A few years ago I came across Stone Temple Consulting‘s Eric Enge interview of Google’s Matt Cutts that dealt with the overriding importance of a website’s having high-quality content.
During the course of the interview, Eric used an an example he’d employed in some of his SEO presentations, having to do with a person typing “frogs” into Google’s search box and how low-quality sites often failed to deliver the information the searcher was actually looking for.
In Eric’s example, while the text on the pages was technically non-duplicative, the content—the meat—wasn’t. It wasn’t new, it wasn’t original or authoritative. The content on the page added absolutely no value to what the user was seeking. It wasn’t high-quality content, just a regurgitation of what other sites had offered elsewhere. In other words, it could have been written by a monkey with a thesaurus!
Those other sites are not bringing additional value. While they’re not duplicates they bring nothing new to the table. It’s not that there’s anything wrong with what these people have done, but they should not expect this type of content to rank.
Not high-quality content . . .
Here’s Eric’s first example:
Here is some info on frogs:
Frogs are green
Frogs live in water
Frogs like to jump
Frogs are not toads
Thanks for reading our article on frogs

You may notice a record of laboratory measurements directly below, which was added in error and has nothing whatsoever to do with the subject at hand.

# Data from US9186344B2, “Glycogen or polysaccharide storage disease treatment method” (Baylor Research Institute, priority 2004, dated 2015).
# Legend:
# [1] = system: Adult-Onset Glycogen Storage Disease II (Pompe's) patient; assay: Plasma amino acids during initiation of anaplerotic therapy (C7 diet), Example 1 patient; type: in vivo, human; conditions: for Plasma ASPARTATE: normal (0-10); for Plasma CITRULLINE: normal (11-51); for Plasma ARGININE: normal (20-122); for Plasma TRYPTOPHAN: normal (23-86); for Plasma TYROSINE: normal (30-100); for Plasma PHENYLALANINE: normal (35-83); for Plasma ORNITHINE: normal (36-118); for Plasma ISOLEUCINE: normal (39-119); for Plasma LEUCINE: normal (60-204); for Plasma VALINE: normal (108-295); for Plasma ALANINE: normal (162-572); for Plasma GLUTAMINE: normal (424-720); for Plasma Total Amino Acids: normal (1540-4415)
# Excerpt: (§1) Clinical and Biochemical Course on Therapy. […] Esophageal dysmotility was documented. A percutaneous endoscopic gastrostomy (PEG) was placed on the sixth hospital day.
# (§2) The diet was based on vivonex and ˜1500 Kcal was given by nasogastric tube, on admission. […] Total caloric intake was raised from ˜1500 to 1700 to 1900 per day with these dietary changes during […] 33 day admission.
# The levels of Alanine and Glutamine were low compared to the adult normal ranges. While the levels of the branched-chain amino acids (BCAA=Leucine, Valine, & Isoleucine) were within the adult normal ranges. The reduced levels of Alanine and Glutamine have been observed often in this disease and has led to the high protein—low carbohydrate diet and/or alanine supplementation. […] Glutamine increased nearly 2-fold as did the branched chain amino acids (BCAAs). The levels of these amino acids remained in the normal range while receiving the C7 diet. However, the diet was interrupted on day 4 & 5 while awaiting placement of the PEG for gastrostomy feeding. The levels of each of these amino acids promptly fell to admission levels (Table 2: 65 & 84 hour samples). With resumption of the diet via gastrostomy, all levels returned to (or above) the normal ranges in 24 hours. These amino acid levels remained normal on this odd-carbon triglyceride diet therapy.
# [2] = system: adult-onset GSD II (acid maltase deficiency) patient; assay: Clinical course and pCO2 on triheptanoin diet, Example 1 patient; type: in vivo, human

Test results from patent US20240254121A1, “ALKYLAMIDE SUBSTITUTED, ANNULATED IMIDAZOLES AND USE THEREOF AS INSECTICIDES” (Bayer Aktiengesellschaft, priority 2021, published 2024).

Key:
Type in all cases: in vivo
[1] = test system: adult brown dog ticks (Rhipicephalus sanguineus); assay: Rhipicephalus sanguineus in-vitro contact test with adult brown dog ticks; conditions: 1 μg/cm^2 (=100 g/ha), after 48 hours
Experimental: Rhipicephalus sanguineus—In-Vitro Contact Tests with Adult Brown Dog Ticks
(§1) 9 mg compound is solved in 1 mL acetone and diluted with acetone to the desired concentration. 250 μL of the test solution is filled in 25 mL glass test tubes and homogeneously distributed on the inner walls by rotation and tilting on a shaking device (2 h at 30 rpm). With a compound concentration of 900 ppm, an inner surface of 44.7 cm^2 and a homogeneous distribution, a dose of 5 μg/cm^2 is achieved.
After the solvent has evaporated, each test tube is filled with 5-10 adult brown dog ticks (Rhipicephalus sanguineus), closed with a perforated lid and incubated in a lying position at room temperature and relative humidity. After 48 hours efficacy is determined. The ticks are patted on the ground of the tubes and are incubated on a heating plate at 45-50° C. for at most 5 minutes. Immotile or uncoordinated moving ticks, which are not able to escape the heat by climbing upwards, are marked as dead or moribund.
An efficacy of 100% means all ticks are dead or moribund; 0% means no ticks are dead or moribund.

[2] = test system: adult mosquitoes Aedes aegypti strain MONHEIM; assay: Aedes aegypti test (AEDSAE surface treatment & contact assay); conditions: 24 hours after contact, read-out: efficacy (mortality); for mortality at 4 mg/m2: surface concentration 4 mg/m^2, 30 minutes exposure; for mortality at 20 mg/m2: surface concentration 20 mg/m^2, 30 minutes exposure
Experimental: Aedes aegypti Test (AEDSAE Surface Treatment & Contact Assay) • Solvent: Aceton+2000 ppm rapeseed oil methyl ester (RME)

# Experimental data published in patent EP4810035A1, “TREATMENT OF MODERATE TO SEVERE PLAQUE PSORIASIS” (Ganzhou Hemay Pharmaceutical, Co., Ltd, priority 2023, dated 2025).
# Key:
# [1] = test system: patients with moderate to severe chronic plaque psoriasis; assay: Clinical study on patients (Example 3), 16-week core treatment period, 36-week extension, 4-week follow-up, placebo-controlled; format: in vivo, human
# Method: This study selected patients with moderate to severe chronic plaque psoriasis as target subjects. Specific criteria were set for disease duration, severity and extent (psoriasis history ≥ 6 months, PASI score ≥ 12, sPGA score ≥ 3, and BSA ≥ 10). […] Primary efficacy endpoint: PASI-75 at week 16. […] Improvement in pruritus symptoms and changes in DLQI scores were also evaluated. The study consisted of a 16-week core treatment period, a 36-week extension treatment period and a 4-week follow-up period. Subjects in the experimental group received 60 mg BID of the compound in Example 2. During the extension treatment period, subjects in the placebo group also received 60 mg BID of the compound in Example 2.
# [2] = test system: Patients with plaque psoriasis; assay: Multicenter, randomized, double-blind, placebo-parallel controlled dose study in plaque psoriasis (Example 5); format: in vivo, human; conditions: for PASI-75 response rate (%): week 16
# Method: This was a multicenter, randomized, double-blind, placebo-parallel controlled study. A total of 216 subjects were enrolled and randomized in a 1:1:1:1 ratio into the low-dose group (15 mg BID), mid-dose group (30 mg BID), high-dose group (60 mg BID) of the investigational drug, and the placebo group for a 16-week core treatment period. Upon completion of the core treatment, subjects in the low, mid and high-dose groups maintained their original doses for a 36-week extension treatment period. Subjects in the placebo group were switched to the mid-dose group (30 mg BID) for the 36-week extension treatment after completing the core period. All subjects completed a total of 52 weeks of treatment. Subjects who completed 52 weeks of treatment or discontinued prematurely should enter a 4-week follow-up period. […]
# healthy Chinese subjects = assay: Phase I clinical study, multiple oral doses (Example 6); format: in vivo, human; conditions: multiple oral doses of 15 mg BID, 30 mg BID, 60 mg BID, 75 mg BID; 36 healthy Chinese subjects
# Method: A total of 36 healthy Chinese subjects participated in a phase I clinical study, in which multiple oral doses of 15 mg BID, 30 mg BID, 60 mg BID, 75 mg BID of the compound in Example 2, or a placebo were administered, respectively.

The keyword (as you can easily ascertain) is—of course—”frogs.” Not exactly high-quality content, is it?
Now, here’s a example of how someone might have taken the above and fleshed it out, so as to not receive a duplicate-content penalty.
Eric’s second example:
Frogs are interesting creatures, partly because they are green. Many people do not realize that they are not toads. Frogs like to jump and live in water.
But, frankly, the content is entirely duplicative. The text may be somewhat different, but the content is precisely the same and adds absolutely no value to a searcher’s understanding of frogs.
High-quality content might contain . . .
A post containing high-quality content might have added information about frogs’ different pigmentation (green,) how one differentiates between frogs and toads, how and why they jump, and the types of water features in which they live.
Read the entire interview.